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Alternatives to a CPAP Machine

by
author image Louise Lyon
Louise Lyon has been a writer since 1989. Her work has appeared in "Family Doctor," "AARP Bulletin," "Focus on Healthy Aging" and other national publications covering health and science. She holds a Master of Science degree from the Columbia University School of Journalism.
Alternatives to a CPAP Machine
A man is using a CPAP machine. Photo Credit utah778/iStock/Getty Images

Overview

Continuous positive airway pressure or CPAP is a common treatment for sleep apnea, a sleep disorder in which breathing is interrupted during sleep. CPAP works by providing a steady stream of pressurized air that props open the airways and allowing you to breathe smoothly while sleeping. It is a safe treatment but it can cause annoying side effects like skin irritation, a runny or stuffy nose or dry mouth. If CPAP is too uncomfortable, there are other options.

Other Ventilation Options

Bi-level positive airway pressure machines deliver highly pressurized air when you inhales and then decrease the pressure when your exhale. This boosts the weakened breathing pattern of some sleep apnea patients. Adaptive servo-ventilation, or ASV, works by monitoring your normal breathing pattern during sleep and then using pressurized air to regulate your breathing. Some people also have success with an oxygen mask worn during sleep.

Drugs

People whose sleep apnea is due to problems with the muscles that control breathing, as opposed to an airway obstruction, can benefit from medications that stimulate breathing. These include acetazolamide, which is sometimes used to prevent sleep apnea in high altitude conditions. Sometimes nasal sprays or allergy medications can help by keeping the airways open at night to ease breathing.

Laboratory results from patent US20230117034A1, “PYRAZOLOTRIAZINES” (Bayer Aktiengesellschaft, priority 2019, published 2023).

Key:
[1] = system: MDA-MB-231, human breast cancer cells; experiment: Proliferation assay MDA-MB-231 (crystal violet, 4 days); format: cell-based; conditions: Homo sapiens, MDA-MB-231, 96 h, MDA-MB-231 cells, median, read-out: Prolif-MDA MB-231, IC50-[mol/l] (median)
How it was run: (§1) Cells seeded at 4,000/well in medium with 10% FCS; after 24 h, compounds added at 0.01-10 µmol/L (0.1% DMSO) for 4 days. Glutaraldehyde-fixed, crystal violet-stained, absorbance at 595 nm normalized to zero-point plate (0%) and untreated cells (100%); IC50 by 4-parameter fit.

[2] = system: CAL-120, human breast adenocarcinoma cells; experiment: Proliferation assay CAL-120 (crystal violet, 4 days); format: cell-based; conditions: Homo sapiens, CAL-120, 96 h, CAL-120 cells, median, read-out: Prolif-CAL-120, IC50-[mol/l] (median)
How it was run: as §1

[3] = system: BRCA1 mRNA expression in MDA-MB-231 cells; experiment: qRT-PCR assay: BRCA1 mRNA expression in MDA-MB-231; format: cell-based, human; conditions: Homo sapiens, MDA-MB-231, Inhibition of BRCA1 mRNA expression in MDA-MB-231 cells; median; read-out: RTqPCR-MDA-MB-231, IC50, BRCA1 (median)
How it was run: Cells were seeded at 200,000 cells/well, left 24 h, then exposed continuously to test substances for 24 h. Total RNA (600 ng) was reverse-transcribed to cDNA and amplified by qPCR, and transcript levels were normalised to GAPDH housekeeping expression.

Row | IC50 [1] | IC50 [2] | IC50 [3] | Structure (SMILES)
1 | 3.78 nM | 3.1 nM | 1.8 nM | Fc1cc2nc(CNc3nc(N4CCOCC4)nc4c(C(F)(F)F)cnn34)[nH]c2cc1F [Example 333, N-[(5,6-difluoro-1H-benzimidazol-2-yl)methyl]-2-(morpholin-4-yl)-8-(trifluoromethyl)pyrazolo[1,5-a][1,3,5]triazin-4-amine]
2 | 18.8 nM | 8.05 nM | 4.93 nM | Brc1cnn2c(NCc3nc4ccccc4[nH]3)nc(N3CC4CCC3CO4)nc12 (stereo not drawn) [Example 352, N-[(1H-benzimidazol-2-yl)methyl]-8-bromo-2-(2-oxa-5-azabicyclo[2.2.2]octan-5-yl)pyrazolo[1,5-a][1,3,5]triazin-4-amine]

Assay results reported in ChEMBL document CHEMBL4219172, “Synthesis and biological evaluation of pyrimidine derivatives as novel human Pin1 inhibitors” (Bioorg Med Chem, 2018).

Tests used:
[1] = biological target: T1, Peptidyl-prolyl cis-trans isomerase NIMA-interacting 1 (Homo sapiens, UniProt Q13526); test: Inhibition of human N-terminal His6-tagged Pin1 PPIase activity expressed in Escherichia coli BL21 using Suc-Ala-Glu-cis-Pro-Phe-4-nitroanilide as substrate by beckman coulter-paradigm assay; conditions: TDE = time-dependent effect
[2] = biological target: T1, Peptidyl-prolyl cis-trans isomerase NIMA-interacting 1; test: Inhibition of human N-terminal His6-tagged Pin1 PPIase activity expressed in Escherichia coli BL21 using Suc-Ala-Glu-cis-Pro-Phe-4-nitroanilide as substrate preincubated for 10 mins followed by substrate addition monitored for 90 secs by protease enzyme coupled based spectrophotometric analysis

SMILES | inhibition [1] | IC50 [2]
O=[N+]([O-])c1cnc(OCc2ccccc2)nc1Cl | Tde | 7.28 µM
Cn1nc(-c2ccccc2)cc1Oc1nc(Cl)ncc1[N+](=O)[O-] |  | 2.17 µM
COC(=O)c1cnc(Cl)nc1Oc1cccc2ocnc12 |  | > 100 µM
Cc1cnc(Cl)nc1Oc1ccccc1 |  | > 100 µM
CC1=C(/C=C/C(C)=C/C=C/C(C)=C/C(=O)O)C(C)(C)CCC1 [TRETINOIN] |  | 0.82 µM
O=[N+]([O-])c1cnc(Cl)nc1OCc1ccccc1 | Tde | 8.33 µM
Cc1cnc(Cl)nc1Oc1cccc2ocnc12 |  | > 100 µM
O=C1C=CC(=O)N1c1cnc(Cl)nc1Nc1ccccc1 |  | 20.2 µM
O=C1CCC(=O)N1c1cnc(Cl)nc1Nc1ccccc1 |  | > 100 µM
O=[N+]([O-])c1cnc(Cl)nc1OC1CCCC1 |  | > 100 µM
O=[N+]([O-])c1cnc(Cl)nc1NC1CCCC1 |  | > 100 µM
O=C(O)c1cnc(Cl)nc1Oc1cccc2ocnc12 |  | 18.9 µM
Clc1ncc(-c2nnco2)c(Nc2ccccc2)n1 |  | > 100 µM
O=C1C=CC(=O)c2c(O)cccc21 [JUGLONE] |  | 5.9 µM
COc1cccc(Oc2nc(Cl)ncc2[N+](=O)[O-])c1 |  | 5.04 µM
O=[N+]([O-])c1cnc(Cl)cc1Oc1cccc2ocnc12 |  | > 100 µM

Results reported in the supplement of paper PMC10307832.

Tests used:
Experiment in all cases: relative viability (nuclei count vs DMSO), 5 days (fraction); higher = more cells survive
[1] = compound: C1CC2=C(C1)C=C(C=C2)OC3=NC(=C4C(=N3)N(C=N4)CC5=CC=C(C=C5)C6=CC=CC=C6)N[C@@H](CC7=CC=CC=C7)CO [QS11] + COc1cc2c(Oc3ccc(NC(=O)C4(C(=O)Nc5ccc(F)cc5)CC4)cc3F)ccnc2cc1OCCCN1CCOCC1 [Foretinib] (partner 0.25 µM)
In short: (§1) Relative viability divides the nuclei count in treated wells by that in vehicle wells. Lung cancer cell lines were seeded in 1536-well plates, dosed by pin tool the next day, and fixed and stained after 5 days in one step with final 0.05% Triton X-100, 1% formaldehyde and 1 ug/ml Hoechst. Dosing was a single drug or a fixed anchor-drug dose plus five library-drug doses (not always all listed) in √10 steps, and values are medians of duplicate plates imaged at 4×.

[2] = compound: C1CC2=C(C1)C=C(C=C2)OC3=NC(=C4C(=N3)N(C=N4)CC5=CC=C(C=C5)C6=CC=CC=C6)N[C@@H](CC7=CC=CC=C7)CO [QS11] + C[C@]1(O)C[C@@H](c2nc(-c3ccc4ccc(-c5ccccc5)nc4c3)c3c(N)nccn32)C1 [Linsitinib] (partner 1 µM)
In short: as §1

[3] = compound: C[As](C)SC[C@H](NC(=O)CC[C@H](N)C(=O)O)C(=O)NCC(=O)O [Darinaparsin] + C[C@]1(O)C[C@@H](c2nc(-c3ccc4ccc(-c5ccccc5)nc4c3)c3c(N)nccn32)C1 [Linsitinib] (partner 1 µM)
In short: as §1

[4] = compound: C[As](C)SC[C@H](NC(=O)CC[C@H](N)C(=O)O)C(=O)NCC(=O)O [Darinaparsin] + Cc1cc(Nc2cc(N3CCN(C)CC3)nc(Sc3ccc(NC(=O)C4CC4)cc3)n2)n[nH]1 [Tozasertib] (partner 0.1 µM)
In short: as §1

Dental Devices

Oral appliances can prop open the airways to prevent sleep apnea. These devices work by pushing the jaw forward to keep the airway open or by preventing the tongue from falling back over the airway. These devices are more likely to work for those with mild sleep apnea who are not obese. They need to be fitted by a dentist or orthodontist.

Surgery

When all else fails, surgery can open the airway to prevent obstructions from occurring. There are different techniques depending on the cause of the problem. In children with sleep apnea, removing the tonsils can help. For adults there are procedures that shrink excess tissue in the mouth or throat, either by injecting it with chemicals or by cutting it away.

Lifestyle Changes

Some sleep apnea is caused by obesity because fat around the neck narrows the airways. Weight loss can reduce or even eliminate the symptoms of sleep apnea for these people. Alcohol and certain drugs like painkillers, sedatives and muscle relaxants can worsen sleep apnea because they affect the muscles that control breathing. Avoiding alcohol and drugs that affect sleep apnea can reduce symptoms. Smoking also aggravates sleep apnea so people should quit to reduce their symptoms. Sleeping on your side instead of your back, perhaps with the help of special cushions or devices, can help keep airways open.

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